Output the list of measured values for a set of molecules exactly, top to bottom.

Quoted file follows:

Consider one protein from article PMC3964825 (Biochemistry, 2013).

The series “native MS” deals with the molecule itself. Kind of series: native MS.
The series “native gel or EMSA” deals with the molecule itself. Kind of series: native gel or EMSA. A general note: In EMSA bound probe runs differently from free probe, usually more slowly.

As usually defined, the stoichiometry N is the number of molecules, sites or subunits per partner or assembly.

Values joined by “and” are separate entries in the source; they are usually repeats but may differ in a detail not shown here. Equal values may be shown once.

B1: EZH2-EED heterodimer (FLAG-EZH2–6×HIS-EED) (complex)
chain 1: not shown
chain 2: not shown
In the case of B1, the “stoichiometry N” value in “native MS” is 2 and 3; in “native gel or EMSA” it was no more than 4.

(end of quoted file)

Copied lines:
Consider one protein from article PMC3964825 (Biochemistry, 2013).

The series “native MS” deals with the molecule itself. Kind of series: native MS.
The series “native gel or EMSA” deals with the molecule itself. Kind of series: native gel or EMSA. A general note: In EMSA bound probe runs differently from free probe, usually more slowly.

As usually defined, the stoichiometry N is the number of molecules, sites or subunits per partner or assembly.

Values joined by “and” are separate entries in the source; they are usually repeats but may differ in a detail not shown here. Equal values may be shown once.

B1: EZH2-EED heterodimer (FLAG-EZH2–6×HIS-EED) (complex)
chain 1: not shown
chain 2: not shown
In the case of B1, the “stoichiometry N” value in “native MS” is 2 and 3; in “native gel or EMSA” it was no more than 4.